Airport to CanberraRuss has put together a four page photo/text route description for all the out of towner's showing the best way to get in to Canberra from the airport.

The route description is spread across four links, go to each link and print them off before you get on the plane.

While you are looking at Russ's image collection, take a look around and see what else he has put up there, in particular some shots of the course and what kind of terrain and course features you can expect.

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Spotlight Racer
Brett Bellchambers

Brett is one of THOSE guys. The guys that make me shake my head and think "that's gotta be hard on a single speed" while at the same time making me wonder if I will ever give it a go. Maybe while we are in Australia, Brett can convince my wife I NEED a single speed? Till then here's what Brett had to say during the interview...

1)   Tell us a little about yourself, Brett.

I'm a 37 year old male, father of 2 beautiful kids with a Norwegian wife. I guess like most people I've ridden bikes all my life for all parts of my life, not just racing. I rode to school as a kid, I ride to work now, I rode my bike around various parts of the world with a good mate of mine for 12 months (and met my wife :)). I started racing MTB in my early 20's, I raced road for a few years in my mid 20's, then I had a few years getting my life settled and ended back riding MTB happily, but this time in circles for long periods of time. Oh and I REALLY enjoy single speeding!
2)   How many 24hr Solos have you done?

So far I've started and finished all 5 of the 24hr Solos I've done since my first one in Oct 2008.
3)   What was it that got you into your first 24hr Solo?

I've always wanted to have a go at a 24hr solo race, initially it was just to see if I could ride for that long and still be happy, but due to living too far away from a close 24hr solo option it never happened. Then I moved to Canberra, which has 2-3 24hr races a year, it was suddenly an option, plus I picked up some support from the local bike shop and it's been full on ever since.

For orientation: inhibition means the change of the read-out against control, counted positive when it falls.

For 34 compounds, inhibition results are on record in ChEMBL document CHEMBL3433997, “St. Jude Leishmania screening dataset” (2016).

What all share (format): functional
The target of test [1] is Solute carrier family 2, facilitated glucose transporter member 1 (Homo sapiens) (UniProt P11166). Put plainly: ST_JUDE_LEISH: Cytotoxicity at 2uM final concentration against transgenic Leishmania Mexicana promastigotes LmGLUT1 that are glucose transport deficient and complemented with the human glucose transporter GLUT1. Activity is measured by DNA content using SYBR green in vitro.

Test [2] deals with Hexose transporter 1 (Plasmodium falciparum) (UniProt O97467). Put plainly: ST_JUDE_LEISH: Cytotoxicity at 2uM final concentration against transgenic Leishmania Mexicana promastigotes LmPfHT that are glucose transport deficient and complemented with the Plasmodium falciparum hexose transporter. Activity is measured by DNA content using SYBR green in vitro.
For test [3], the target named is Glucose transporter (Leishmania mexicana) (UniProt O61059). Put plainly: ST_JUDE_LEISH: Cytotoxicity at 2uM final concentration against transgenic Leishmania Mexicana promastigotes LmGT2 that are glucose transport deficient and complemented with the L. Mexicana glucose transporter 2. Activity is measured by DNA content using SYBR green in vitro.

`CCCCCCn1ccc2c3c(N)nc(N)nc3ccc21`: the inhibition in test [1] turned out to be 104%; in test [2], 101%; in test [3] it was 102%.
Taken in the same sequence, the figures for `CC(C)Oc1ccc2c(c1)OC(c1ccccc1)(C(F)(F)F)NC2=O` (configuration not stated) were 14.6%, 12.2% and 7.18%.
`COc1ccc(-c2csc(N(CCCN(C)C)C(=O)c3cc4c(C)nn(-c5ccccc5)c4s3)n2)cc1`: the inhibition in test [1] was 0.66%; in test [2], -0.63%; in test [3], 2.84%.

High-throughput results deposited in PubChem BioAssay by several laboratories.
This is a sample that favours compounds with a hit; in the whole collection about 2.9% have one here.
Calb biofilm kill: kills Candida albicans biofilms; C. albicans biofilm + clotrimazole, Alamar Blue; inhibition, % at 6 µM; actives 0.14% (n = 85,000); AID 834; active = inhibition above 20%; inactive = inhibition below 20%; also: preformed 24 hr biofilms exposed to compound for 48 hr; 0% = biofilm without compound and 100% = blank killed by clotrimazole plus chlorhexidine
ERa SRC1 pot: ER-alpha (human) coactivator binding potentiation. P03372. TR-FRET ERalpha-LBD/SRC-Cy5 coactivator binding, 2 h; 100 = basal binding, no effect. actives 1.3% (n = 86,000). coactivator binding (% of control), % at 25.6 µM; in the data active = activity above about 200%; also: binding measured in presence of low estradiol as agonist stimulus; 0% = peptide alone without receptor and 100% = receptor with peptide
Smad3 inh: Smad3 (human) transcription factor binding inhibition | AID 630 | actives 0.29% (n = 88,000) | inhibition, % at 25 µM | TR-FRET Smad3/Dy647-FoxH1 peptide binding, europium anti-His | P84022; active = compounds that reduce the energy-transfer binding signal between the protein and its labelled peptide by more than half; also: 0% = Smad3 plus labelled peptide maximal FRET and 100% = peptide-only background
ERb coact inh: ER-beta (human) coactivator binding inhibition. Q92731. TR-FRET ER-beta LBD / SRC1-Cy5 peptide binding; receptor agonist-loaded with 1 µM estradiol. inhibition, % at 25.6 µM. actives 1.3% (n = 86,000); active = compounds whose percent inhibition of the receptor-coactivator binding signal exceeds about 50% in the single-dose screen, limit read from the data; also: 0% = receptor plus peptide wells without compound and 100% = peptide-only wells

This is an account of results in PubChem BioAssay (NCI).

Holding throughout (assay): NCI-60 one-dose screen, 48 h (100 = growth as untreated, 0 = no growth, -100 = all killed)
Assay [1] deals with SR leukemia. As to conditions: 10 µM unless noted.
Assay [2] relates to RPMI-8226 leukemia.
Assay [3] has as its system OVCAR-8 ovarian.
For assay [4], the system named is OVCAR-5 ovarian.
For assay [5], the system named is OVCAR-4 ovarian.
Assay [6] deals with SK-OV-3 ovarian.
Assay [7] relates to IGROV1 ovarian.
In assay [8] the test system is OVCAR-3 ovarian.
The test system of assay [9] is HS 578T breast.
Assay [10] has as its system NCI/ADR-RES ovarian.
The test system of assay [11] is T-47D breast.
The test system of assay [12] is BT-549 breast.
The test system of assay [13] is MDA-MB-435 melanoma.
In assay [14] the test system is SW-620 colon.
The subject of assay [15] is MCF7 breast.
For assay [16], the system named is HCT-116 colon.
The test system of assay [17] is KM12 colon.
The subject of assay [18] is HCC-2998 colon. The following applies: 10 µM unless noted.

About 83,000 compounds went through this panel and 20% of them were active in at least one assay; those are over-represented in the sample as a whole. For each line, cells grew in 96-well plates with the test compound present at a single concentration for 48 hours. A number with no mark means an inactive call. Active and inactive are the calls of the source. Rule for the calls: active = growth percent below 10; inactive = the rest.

4)   Why do you do 24hr Solos now?

It's now my only chance to ride for a long long time and not feel guilty about my family life. Plus I seem to be getting better at knowing what's going on food and drink wise and with my body after every 24hr I do, so it's kind of getting enjoyable. I also like the feeling of time being lost, that whole feeling of having ridden day/night/day but not really remembering it all, let alone in the proper order.
5)   What are your thoughts about the 2010 WSC this year?

I had planned to try and travel to the WSCs this year, so when they announced is was going to be in my home country and then my home town, I couldn't believe it. It will be difficult to build up for it for me because it feels like heading to the Scott 24hr like the last two years, but I'm sure the sheer size of the Solo Pit lane will bring it home when I see it. Somehow lining up with 400 other solos is just going to be silly, or just loads of great fun.
6)   How many hours a week do you train?

I'm not so big on the word training, but I do have a solid commute to work 5 days a week and I ride with the "Dads Ride" on a Thursday night and a Sunday morning. So added all together, about 16hrs a week of riding on average.
7)   What's the biggest thing you've learned about 24hr racing?

If you're singing songs then you're having fun, not all the songs you get stuck in your head may be fun, but if you're singing them out loud to yourself then you must be having a good time. It's all about the good times isn't it?
8)   What's your favorite food in the pit?